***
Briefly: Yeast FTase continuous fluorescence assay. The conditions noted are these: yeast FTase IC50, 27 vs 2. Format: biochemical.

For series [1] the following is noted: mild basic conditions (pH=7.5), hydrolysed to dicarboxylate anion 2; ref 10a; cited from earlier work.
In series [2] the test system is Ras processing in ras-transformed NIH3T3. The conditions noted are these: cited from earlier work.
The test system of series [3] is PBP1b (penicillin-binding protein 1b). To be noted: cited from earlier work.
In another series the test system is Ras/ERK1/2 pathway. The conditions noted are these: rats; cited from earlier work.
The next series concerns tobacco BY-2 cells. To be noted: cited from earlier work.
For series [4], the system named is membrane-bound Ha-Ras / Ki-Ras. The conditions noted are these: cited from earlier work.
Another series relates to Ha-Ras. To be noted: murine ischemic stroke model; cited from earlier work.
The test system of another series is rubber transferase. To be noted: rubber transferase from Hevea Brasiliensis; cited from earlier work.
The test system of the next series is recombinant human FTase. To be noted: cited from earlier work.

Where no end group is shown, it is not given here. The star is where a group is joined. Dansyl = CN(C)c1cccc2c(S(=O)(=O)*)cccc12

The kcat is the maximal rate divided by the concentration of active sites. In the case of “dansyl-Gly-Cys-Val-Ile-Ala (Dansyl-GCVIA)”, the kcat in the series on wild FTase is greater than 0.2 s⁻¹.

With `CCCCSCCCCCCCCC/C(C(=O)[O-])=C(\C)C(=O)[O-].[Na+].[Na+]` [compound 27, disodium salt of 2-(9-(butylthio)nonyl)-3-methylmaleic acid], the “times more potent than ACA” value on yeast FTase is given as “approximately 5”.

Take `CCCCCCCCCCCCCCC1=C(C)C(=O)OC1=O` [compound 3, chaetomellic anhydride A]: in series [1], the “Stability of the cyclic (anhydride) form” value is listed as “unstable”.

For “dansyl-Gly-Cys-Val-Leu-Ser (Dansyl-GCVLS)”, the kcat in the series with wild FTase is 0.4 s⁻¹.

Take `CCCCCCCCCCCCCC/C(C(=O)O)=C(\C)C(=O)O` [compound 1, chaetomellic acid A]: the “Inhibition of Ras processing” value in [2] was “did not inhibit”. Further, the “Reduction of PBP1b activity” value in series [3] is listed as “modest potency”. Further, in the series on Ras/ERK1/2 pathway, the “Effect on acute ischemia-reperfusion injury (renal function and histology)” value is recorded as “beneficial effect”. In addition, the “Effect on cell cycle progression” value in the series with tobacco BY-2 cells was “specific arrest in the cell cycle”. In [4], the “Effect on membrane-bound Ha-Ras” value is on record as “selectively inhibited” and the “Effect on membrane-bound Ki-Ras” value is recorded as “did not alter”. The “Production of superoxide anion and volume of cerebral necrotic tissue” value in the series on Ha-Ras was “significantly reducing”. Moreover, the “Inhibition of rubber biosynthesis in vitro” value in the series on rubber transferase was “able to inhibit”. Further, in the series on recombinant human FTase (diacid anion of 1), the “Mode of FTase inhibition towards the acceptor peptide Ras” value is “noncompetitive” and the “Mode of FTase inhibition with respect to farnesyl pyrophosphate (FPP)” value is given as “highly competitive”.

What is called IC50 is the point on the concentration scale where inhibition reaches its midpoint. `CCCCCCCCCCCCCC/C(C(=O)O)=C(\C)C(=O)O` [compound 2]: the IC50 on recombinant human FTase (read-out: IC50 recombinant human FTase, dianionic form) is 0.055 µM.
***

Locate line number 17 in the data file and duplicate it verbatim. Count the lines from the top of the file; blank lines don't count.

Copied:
What is called IC50 is the point on the concentration scale where inhibition reaches its midpoint. `CCCCCCCCCCCCCC/C(C(=O)O)=C(\C)C(=O)O` [compound 2]: the IC50 on recombinant human FTase (read-out: IC50 recombinant human FTase, dianionic form) is 0.055 µM.